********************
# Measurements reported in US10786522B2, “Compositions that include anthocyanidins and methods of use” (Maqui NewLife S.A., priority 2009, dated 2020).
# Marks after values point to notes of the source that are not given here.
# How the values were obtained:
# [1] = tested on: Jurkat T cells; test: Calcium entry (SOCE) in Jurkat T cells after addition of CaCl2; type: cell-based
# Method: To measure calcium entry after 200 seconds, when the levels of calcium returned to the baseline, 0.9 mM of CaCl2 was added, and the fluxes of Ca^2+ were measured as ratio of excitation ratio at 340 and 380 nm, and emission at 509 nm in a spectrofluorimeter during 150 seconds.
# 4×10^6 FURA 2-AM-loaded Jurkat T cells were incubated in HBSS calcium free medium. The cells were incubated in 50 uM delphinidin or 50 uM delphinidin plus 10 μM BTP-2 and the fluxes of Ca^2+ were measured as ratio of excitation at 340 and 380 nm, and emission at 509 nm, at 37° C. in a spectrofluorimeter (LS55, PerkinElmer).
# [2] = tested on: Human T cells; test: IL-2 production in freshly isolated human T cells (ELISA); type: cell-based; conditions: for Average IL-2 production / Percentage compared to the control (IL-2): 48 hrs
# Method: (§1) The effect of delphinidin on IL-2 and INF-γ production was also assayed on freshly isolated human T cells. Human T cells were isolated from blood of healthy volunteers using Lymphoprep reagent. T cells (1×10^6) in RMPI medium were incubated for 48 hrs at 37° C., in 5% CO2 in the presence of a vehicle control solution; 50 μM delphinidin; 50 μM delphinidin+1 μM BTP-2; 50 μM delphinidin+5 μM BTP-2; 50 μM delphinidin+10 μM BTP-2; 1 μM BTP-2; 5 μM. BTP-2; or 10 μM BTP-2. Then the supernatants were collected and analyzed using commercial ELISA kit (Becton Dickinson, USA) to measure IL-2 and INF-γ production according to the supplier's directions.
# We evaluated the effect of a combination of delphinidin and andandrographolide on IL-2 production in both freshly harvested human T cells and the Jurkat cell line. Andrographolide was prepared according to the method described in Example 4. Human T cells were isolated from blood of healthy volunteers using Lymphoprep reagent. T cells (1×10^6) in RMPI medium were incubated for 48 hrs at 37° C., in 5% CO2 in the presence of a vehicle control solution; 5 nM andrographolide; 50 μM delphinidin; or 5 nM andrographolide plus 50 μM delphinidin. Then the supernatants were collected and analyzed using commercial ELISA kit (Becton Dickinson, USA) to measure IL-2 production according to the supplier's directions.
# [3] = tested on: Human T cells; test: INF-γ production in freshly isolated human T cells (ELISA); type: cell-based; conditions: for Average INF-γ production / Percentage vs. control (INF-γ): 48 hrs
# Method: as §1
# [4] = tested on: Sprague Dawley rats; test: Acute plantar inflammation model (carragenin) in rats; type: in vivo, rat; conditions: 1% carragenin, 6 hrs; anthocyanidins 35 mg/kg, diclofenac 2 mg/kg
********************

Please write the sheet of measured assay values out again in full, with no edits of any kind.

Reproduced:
# Measurements reported in US10786522B2, “Compositions that include anthocyanidins and methods of use” (Maqui NewLife S.A., priority 2009, dated 2020).
# Marks after values point to notes of the source that are not given here.
# How the values were obtained:
# [1] = tested on: Jurkat T cells; test: Calcium entry (SOCE) in Jurkat T cells after addition of CaCl2; type: cell-based
# Method: To measure calcium entry after 200 seconds, when the levels of calcium returned to the baseline, 0.9 mM of CaCl2 was added, and the fluxes of Ca^2+ were measured as ratio of excitation ratio at 340 and 380 nm, and emission at 509 nm in a spectrofluorimeter during 150 seconds.
# 4×10^6 FURA 2-AM-loaded Jurkat T cells were incubated in HBSS calcium free medium. The cells were incubated in 50 uM delphinidin or 50 uM delphinidin plus 10 μM BTP-2 and the fluxes of Ca^2+ were measured as ratio of excitation at 340 and 380 nm, and emission at 509 nm, at 37° C. in a spectrofluorimeter (LS55, PerkinElmer).
# [2] = tested on: Human T cells; test: IL-2 production in freshly isolated human T cells (ELISA); type: cell-based; conditions: for Average IL-2 production / Percentage compared to the control (IL-2): 48 hrs
# Method: (§1) The effect of delphinidin on IL-2 and INF-γ production was also assayed on freshly isolated human T cells. Human T cells were isolated from blood of healthy volunteers using Lymphoprep reagent. T cells (1×10^6) in RMPI medium were incubated for 48 hrs at 37° C., in 5% CO2 in the presence of a vehicle control solution; 50 μM delphinidin; 50 μM delphinidin+1 μM BTP-2; 50 μM delphinidin+5 μM BTP-2; 50 μM delphinidin+10 μM BTP-2; 1 μM BTP-2; 5 μM. BTP-2; or 10 μM BTP-2. Then the supernatants were collected and analyzed using commercial ELISA kit (Becton Dickinson, USA) to measure IL-2 and INF-γ production according to the supplier's directions.
# We evaluated the effect of a combination of delphinidin and andandrographolide on IL-2 production in both freshly harvested human T cells and the Jurkat cell line. Andrographolide was prepared according to the method described in Example 4. Human T cells were isolated from blood of healthy volunteers using Lymphoprep reagent. T cells (1×10^6) in RMPI medium were incubated for 48 hrs at 37° C., in 5% CO2 in the presence of a vehicle control solution; 5 nM andrographolide; 50 μM delphinidin; or 5 nM andrographolide plus 50 μM delphinidin. Then the supernatants were collected and analyzed using commercial ELISA kit (Becton Dickinson, USA) to measure IL-2 production according to the supplier's directions.
# [3] = tested on: Human T cells; test: INF-γ production in freshly isolated human T cells (ELISA); type: cell-based; conditions: for Average INF-γ production / Percentage vs. control (INF-γ): 48 hrs
# Method: as §1
# [4] = tested on: Sprague Dawley rats; test: Acute plantar inflammation model (carragenin) in rats; type: in vivo, rat; conditions: 1% carragenin, 6 hrs; anthocyanidins 35 mg/kg, diclofenac 2 mg/kg